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In re Granville Estate

Supreme Court of Michigan
May 14, 1956
76 N.W.2d 827 (Mich. 1956)


Docket No. 41, Calendar No. 46,539.

Decided May 14, 1956.

Appeal from Wayne; Culehan (Miles N.), J. Submitted April 6, 1956. (Docket No. 41, Calendar No. 46,539.) Decided May 14, 1956.

Nellie Fischer Siebert, administratrix of the estate of Henry P. Fischer, deceased, made application to file tardy claim against the estate of Celia Granville, deceased. Orders entered in probate and circuit courts granting permission. Robert C. Middelton, Helen Middelton and Mattie Bowling, beneficiaries and residuary legatees under the will of Celia Granville, appeal. Affirmed.

Harry Cohen and William Bramson, for claimant.

Nathan E. Shur, for appellants Middelton.

Joseph M. Weiss, for appellant Bowling.

This case involves a tardy claim permitted to be filed in probate proceedings. Celia Granville had died, testate, on September 9, 1948. Her will was contested by certain of her nephews and nieces, who had been omitted therefrom. The contest was unsuccessful.

The time originally fixed for the presentation of claims in the estate of Celia Granville was January 10, 1949. Application for leave to submit the claim before us was not, however, filed until April 9, 1952 (at which time the estate was still open). The application stated that appellee therein, Nellie Fischer Siebert, administratrix of the estate of Henry P. Fischer (her deceased husband) had a claim of approximately $4,000, evidenced by a certain promissory note executed by the deceased Celia Granville. A photostat of the note was attached, and execution thereof has not been challenged. The application further stated that the claim had not been presented theretofore "because I believed that all proceedings in the within estate were suspended pending hearing in the circuit court for Wayne county, on a proceeding to contest the will of the said Celia Granville." In this belief she had been supported by opinion of counsel. Appellants filed objections thereto in due course, asserting that Mrs. Siebert's failure to present the claim seasonably was due to her "fault and negligence." Thereafter, and on May 19, 1952, Mrs. Siebert filed an additional affidavit in support of her application. She set forth in this affidavit that, although she had known that her deceased husband had lent to Celia Granville, his sister, various sums of money, she had not discovered the "said note" until the latter part of March, 1952, in spite of prior "careful and thorough search."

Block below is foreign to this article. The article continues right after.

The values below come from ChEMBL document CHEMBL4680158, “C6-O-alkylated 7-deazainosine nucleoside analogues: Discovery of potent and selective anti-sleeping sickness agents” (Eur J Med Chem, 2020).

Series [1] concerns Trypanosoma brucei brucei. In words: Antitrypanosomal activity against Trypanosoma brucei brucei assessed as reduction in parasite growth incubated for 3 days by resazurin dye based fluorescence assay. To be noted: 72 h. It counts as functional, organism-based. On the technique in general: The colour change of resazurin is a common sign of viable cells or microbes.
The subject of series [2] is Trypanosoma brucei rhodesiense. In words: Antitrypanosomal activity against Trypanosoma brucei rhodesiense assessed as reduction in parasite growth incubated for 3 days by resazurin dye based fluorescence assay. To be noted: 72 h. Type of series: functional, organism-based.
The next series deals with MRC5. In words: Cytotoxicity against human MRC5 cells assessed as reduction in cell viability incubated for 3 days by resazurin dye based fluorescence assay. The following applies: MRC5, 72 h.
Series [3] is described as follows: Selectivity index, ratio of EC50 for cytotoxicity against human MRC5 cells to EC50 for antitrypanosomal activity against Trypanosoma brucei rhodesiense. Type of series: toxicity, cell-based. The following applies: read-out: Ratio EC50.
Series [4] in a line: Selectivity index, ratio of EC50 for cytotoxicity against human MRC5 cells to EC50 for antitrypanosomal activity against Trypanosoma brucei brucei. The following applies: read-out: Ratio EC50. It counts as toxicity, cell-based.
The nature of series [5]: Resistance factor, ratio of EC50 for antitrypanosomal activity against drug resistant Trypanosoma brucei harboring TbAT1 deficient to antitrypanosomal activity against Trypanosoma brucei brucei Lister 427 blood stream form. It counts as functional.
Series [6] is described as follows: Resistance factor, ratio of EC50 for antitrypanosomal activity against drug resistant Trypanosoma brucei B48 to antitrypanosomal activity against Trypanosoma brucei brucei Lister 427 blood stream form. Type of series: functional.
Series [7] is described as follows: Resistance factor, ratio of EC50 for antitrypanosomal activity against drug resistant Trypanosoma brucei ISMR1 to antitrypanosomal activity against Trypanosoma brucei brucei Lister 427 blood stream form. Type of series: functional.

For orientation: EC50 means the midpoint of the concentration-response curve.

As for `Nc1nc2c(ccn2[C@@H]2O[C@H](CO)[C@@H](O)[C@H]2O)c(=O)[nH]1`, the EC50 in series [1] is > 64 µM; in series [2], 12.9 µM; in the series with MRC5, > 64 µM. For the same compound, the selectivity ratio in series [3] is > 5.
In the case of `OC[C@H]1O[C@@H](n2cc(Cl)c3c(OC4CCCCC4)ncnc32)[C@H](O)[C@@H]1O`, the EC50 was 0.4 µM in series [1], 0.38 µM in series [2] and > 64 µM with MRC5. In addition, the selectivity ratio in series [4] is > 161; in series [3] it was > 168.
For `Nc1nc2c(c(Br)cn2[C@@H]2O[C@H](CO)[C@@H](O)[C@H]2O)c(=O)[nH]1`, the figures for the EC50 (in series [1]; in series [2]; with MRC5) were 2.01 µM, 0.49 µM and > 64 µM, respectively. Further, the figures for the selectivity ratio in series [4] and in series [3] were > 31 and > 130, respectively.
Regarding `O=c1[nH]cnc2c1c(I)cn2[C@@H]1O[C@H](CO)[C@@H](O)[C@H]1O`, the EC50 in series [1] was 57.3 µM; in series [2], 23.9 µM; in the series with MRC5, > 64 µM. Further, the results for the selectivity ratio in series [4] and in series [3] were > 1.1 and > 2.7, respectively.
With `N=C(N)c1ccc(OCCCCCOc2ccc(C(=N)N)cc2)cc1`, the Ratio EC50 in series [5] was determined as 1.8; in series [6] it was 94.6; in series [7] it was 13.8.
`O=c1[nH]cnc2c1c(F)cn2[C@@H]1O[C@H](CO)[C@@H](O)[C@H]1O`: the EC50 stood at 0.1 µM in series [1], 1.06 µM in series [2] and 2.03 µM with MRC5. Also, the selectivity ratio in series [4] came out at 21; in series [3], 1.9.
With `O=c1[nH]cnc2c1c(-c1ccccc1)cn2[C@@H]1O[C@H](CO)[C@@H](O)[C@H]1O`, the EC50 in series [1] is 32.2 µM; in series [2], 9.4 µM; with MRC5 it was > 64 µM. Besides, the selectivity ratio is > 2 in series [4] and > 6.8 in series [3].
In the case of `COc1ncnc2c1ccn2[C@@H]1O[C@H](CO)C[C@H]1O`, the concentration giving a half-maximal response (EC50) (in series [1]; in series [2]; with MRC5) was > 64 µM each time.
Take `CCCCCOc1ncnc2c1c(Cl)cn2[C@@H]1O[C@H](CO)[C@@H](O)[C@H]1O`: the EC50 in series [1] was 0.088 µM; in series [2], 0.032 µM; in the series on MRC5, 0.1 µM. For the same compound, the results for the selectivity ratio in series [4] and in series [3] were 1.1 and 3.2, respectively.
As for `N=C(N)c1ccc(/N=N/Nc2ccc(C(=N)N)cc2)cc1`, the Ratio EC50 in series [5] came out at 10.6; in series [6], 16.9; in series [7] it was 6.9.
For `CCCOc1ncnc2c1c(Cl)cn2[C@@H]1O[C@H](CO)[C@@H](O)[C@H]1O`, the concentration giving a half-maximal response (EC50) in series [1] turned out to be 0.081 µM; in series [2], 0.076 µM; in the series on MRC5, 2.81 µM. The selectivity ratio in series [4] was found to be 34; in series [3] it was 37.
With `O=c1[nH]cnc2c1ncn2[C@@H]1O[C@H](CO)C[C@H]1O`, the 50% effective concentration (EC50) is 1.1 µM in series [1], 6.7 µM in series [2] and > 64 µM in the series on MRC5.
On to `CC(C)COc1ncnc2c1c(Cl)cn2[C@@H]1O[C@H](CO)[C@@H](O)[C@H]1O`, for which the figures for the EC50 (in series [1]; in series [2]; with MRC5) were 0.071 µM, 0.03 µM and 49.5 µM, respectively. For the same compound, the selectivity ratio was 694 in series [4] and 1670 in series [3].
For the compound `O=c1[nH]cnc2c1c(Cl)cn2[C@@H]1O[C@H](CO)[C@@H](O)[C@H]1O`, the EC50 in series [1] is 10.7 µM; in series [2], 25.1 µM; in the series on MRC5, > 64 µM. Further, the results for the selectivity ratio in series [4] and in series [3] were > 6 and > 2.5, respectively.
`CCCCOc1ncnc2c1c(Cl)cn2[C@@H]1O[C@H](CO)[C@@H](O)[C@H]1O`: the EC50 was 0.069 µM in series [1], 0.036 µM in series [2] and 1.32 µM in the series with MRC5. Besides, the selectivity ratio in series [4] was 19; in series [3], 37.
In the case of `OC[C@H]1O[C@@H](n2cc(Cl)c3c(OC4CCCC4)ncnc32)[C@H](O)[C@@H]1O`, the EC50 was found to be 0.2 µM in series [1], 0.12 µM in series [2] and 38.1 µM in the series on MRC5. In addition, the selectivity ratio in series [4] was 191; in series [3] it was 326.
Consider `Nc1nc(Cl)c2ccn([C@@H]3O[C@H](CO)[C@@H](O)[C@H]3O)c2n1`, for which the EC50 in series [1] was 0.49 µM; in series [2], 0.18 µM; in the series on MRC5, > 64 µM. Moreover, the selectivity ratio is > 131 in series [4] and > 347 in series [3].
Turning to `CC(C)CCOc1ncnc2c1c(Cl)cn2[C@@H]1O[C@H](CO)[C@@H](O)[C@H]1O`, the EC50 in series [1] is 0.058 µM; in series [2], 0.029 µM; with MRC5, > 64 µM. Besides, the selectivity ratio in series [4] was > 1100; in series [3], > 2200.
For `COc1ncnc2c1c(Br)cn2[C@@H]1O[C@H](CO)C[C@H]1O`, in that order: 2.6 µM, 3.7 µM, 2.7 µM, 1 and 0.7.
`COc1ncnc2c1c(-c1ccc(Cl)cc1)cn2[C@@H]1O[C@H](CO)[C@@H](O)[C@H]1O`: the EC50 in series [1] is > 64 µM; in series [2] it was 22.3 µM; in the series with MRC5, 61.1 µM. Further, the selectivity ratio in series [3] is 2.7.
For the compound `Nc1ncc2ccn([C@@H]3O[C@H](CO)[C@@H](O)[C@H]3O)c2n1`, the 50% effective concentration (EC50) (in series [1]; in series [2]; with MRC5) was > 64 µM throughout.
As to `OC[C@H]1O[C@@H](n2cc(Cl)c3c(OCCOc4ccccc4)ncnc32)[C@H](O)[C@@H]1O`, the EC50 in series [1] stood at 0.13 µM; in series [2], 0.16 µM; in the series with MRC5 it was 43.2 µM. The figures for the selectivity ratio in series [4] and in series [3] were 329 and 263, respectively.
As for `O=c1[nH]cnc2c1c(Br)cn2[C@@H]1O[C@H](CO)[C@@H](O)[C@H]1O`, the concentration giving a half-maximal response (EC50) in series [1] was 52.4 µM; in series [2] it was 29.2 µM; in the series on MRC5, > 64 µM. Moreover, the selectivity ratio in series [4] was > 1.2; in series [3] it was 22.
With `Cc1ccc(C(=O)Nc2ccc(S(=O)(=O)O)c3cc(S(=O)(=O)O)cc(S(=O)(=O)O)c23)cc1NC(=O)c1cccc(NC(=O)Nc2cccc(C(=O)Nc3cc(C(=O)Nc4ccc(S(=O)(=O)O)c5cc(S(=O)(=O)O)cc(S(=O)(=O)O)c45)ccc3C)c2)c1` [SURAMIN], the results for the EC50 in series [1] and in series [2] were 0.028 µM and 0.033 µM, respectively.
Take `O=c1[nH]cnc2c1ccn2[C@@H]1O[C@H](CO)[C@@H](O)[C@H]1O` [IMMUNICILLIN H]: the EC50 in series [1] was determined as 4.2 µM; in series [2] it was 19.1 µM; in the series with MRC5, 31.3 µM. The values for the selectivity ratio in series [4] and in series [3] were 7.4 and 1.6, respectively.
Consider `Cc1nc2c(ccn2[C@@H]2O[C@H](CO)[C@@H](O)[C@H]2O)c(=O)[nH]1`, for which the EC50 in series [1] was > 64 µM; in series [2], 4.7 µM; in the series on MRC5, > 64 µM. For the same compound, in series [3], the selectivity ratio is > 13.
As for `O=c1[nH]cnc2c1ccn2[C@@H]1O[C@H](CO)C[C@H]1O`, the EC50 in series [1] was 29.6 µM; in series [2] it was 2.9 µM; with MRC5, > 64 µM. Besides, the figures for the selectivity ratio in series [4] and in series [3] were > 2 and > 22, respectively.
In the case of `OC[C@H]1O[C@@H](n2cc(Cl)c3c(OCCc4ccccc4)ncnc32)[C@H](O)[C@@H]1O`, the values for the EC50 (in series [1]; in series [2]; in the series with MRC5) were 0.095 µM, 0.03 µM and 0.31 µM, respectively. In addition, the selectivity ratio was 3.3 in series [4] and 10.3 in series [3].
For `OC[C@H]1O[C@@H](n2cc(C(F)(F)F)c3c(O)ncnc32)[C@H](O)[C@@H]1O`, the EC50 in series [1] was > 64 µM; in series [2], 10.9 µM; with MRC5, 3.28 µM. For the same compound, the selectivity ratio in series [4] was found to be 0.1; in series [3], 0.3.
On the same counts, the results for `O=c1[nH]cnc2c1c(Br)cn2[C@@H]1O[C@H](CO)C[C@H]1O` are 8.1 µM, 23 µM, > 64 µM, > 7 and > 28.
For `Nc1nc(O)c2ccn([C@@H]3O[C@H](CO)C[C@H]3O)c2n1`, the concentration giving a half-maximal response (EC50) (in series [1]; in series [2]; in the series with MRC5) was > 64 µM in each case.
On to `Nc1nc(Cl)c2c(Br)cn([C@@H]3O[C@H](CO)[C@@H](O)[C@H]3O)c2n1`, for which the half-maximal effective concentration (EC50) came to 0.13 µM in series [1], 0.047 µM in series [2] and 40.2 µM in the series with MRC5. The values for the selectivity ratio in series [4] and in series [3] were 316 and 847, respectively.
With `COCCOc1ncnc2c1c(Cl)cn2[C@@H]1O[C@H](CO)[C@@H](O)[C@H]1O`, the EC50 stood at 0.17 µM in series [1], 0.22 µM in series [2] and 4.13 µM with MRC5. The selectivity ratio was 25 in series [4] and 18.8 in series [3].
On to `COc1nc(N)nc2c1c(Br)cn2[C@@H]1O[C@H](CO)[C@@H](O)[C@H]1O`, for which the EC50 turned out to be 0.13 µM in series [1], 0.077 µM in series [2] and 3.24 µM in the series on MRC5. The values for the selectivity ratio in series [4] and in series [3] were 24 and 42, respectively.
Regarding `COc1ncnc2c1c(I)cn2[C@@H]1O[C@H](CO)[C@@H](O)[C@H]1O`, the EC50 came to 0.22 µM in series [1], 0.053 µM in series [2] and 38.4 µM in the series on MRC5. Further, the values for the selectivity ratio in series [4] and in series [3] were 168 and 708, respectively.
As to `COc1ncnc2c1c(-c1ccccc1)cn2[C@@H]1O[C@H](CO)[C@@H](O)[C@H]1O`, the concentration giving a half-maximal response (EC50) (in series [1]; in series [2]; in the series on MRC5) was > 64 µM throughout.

The probate court, having found that "said petitioner was without neglect in presenting her tardy claim," granted permission for the filing of the same. Upon appeal taken to the circuit court of Wayne county the order of the probate court was affirmed and the matter is before us on a general appeal.

It developed from the testimony that appellee's deceased husband, Henry P. Fischer, had practiced law for some 35 years and that upon his death all of his files "were put in the basement and attic." Mrs. Siebert, knowing of loans by her husband to Celia Granville and, further, having been advised by counsel to produce the same for certain purposes in the will contest, testified of her fruitless efforts to find evidence of the indebtedness among the files. It was not, she testified, until after the will contest that she "decided to start throwing out these old files" and emptied some of the cartons. In one of them she found "a small Liberty Bond box with notes owing" to her husband. One of them was the note involved in the case before us.